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March 09, 2011

"Spider-Man" Director Leaves B'Way Production

On the Hollywood Babble-On podcast last week I heard that the producers planned to re-write the musical's book two weeks before opening. Now, that opening may be in June. I guess the strategy might be if they never open, they'll never be reviewed. Sources: "Spider-Man" Director Leaves B'Way Production - NY1.com
The web surrounding Broadway's controversial "Spider-Man: Turn Off The Dark" musical has become more tangled, as sources tell NY1 that star director Julie Taymor has left the production. NY1 has also been told that production of the $65 million musical may have to shut down for a short time for possible changes. "If they want to make some serious changes, they're going to need to shut the show down for a good amount of time," said NY1’s “On Stage” producer Frank DiLella. "That brings up the issue of money. The show is grossing $1.2 million a week." The show costs about $1 million a week to produce.

March 05, 2011

The Moral Crusade Against Foodies

This is a stupid and vicious article, thoroughly torn apart over on Salon. The Moral Crusade Against Foodies - Magazine - The Atlantic
It has always been crucial to the gourmet’s pleasure that he eat in ways the mainstream cannot afford. For hundreds of years this meant consuming enormous quantities of meat. That of animals that had been whipped to death was more highly valued for centuries, in the belief that pain and trauma enhanced taste. “A true gastronome,” according to a British dining manual of the time, “is as insensible to suffering as is a conqueror.” But for the past several decades, factory farms have made meat ever cheaper and—as the excellent book The CAFO [Concentrated Animal Feeding Operations] Reader makes clear—the pain and trauma are thrown in for free. The contemporary gourmet reacts by voicing an ever-stronger preference for free-range meats from small local farms. He even claims to believe that well-treated animals taste better, though his heart isn’t really in it. Steingarten tells of watching four people hold down a struggling, groaning pig for a full 20 minutes as it bled to death for his dinner. He calls the animal “a filthy beast deserving its fate.” Even if gourmets’ rejection of factory farms and fast food is largely motivated by their traditional elitism, it has left them, for the first time in the history of their community, feeling more moral, spiritual even, than the man on the street. Food writing reflects the change. Since the late 1990s, the guilty smirkiness that once marked its default style has been losing ever more ground to pomposity and sermonizing. References to cooks as “gods,” to restaurants as “temples,” to biting into “heaven,” etc., used to be meant as jokes, even if the compulsive recourse to religious language always betrayed a certain guilt about the stomach-driven life. Now the equation of eating with worship is often made with a straight face. The mood at a dinner table depends on the quality of food served; if culinary perfection is achieved, the meal becomes downright holy—as we learned from Pollan’s The Omnivore’s Dilemma (2006), in which a pork dinner is described as feeling “like a ceremony … a secular seder.”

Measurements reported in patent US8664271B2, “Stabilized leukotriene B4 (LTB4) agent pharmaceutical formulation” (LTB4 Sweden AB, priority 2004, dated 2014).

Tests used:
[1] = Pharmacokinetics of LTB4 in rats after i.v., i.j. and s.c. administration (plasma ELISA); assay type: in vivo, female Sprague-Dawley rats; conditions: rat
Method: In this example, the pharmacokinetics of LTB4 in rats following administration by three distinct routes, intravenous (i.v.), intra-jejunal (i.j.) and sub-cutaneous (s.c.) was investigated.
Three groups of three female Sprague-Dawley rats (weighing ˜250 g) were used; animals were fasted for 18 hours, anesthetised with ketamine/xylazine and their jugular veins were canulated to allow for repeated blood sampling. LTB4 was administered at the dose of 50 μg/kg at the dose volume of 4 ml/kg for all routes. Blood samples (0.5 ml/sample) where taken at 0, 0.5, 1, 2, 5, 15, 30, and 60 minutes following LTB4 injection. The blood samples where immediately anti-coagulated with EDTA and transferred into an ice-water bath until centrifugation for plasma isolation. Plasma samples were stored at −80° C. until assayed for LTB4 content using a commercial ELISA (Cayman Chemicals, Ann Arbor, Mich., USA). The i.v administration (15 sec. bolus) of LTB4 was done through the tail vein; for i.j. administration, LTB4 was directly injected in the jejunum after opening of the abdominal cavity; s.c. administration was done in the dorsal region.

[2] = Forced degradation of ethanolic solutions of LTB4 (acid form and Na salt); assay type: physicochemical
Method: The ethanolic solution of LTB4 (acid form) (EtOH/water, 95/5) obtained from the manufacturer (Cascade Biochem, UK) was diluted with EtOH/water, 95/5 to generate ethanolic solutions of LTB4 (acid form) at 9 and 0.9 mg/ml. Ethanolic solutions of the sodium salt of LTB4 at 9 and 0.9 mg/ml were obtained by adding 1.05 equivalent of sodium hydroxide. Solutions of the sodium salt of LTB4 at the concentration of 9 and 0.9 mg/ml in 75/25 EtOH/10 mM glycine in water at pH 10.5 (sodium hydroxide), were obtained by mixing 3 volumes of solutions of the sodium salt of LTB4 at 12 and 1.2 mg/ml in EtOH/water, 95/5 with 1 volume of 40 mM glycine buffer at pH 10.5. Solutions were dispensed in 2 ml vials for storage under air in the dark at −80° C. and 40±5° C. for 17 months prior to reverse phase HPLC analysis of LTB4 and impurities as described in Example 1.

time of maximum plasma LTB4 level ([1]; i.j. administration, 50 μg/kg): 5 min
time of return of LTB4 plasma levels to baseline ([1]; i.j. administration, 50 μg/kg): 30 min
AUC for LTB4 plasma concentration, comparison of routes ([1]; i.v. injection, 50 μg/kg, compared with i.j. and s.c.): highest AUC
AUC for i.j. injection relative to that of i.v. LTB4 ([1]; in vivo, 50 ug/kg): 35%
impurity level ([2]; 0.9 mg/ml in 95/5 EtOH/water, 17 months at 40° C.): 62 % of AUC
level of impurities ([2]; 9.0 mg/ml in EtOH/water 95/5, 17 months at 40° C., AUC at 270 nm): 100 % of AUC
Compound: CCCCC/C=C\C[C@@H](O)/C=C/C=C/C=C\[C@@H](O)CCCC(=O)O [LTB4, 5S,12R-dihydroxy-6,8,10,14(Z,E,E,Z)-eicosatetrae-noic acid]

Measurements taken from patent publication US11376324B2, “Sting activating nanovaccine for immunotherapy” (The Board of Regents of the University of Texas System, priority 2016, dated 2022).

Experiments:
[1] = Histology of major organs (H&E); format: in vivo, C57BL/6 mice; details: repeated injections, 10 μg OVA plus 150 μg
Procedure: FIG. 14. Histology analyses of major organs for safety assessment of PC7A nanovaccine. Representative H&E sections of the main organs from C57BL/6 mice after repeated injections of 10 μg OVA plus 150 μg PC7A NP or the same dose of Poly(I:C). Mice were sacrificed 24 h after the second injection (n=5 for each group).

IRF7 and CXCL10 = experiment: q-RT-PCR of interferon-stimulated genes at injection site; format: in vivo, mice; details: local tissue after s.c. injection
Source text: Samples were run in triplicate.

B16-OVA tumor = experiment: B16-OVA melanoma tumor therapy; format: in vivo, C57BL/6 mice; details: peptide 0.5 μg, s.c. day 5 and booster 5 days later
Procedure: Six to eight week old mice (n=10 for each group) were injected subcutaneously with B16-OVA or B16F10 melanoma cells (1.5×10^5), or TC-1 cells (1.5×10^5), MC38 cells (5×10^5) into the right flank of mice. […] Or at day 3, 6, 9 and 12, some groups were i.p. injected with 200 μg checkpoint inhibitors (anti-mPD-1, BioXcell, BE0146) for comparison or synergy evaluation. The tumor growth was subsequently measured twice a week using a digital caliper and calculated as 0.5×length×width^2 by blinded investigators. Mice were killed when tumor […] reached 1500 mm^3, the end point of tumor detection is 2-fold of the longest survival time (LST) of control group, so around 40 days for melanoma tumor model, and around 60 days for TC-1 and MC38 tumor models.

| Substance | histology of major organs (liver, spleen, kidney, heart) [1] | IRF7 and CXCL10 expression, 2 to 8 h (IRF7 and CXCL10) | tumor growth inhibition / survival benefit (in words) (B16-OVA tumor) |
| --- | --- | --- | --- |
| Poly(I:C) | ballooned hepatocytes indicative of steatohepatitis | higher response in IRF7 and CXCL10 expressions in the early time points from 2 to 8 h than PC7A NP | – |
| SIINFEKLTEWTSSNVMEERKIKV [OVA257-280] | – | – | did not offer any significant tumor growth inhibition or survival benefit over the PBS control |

March 03, 2011

Where does the hate for teachers come from?

Proposed Cuts Strike Teachers as Attacks on Their Value to Society - NYTimes.com
“You feel punched in the stomach,” said Ms. Parker, a high school science teacher in Madison, Wis., where public employees’ two-week occupation of the State Capitol has stalled but not deterred the governor’s plan to try to strip them of bargaining rights. Ms. Parker, a second-year teacher making $36,000, fears that under the proposed legislation class sizes would rise and higher contributions to her benefits would knock her out of the middle class. “I love teaching, but I have $26,000 of student debt,” she said. “I’m 30 years old, and I can’t save up enough for a down payment” for a house. Nor does she own a car. She is making plans to move to Colorado, where she could afford to keep teaching by living with her parents. Around the country, many teachers see demands to cut their income, benefits and say in how schools are run through collective bargaining as attacks not just on their livelihoods, but on their value to society. . . .